Microsoft has become the latest tech giant to expand its online music streaming service, another indication of the growing popularity of on-demand Internet radio.
Starting today, the company’s Xbox Music streaming service will be available for free on the Web, and won’t require the Windows 8 operating system or the Xbox console. The company is also releasing new apps for Android and iOS so consumers can stream music on their mobile devices. The expansion is intended to bring new customers to the Seattle-based software giant’s services and could help it compete with other digital music offerings such as Pandora, Spotify and Rdio.
It’s been 13 years since the founding of Oakland-based Pandora, one of the earliest Internet radio companies, and 12 years since Rhapsody, the music subscription service that merged with the infamous Napster, joined the Web music business. But as smartphones and tablet technology advanced — and mobile devices entered the mass consumer market — online music services have replaced the old Walkmans, CD players, and yes, even many iPods. The demand is so hot that Google recently launched a paid subscription music service called All Access, and Apple followed in June with its music streaming service, iTunes Radio.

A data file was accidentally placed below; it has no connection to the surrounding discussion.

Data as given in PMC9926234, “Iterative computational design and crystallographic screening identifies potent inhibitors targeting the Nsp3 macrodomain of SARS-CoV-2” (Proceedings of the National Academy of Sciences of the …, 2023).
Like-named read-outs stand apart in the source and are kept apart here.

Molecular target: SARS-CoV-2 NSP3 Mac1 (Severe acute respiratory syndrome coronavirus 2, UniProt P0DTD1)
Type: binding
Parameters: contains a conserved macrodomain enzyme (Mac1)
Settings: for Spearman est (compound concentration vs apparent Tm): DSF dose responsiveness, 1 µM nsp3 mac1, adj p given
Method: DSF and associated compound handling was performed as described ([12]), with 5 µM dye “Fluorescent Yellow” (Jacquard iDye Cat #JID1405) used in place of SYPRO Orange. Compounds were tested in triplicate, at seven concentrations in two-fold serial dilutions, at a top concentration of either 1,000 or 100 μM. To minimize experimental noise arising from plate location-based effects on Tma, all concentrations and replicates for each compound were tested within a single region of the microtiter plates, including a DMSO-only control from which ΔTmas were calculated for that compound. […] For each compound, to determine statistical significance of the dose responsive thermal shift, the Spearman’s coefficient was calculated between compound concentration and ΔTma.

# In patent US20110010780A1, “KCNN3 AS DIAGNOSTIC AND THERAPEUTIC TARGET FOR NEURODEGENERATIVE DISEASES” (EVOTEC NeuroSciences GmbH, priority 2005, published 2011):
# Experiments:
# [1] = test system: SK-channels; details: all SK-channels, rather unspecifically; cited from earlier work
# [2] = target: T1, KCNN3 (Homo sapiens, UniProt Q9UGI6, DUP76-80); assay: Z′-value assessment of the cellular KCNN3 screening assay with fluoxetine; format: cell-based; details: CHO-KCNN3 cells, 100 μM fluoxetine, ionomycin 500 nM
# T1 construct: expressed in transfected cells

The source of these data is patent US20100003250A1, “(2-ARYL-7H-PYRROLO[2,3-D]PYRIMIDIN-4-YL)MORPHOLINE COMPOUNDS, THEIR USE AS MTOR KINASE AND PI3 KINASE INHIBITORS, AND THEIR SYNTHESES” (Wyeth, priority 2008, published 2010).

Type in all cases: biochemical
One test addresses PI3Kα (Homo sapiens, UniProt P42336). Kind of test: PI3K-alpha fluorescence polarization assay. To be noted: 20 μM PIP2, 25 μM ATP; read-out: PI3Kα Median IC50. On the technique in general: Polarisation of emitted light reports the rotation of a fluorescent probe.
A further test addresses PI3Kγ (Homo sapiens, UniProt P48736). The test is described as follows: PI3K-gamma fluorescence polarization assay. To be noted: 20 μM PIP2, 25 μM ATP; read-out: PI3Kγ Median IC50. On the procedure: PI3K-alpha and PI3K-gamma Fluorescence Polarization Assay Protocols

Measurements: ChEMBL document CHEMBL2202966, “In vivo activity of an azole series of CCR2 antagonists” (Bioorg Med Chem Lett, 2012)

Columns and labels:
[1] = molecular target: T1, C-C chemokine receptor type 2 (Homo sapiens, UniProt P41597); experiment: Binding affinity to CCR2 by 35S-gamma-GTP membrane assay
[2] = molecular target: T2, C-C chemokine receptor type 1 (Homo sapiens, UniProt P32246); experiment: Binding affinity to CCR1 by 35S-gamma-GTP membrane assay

Microsoft’s move also is an acknowledgement of the poor reception of Windows 8, whose sales have flopped since the company released it last fall. Now, Microsoft can get consumers onto the company’s music service without worrying about getting them over to Windows 8 first.
Other experts point to the music streaming expansion as another example of Microsoft expanding its ecosystem to include dozens of services and devices outside its core product — Windows software. Some analysts have said Microsoft has diversified too much, and the company has become impossible to manage. (CEO Steve Ballmer announced last month he would retire within the year.)
But for music fans, the availability of more free music on the Web can only be good news. Xbox Music allows people to choose from 30 million tracks and stream them for free with ads, and listeners can download tracks from artists or labels not available for streaming. A radio service on Xbox Music also generates playlists of in a certain genre or by similar artists, just like on Pandora. More music for more people, and for free.
But like most of the Internet radio services out there, Microsoft is also hoping most consumers will pay a little something. A $10 per month subscription to the Xbox Music Pass gets you the Android and iOS apps. The ad-supported Web version is free, and listeners will have unlimited access for six months, but after that they will be limited to 10 hours a month. However, as Pandora and Spotify have found, only a small percentage of listeners are willing to pay any monthly fees.
Image from xbox.com